Depression affects the lives of over 300 million people worldwide, according to World Health Organization stats.
What's ROCKED me more recently is just how many women and mothers I work with, and also friends of mine, struggle with depression (diagnosed). Depression has been linked to our gut health, and it's been linked to inflammation in the body, but the prevailing perspective is that it's a chemical imbalance in the brain and that 40% of the time, it's genetic.
This perspective is being dismantled as our understanding of trauma and the nervous system evolves and as we begin to understand the link between early childhood experiences (traumas) and the later development of mental illness and disease.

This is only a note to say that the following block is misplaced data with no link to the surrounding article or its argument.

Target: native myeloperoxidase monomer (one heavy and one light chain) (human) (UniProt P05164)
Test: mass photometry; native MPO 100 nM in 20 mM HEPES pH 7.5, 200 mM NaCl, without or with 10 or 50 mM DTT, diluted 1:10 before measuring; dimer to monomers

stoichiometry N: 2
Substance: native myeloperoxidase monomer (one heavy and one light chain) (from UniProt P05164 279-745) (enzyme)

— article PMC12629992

This is important learning for us going forward as we explore a new model for thinking about and relating to the experience. And for me personally the new perspective on depression emerging is empowering and places us in the role of active agents in our experiences going forward. This validates a deeply intuitive feeling I've had my entire life about mental illness and I've seen first hand how a different approach can impact the experience. This is a meaty topic and a two-parter.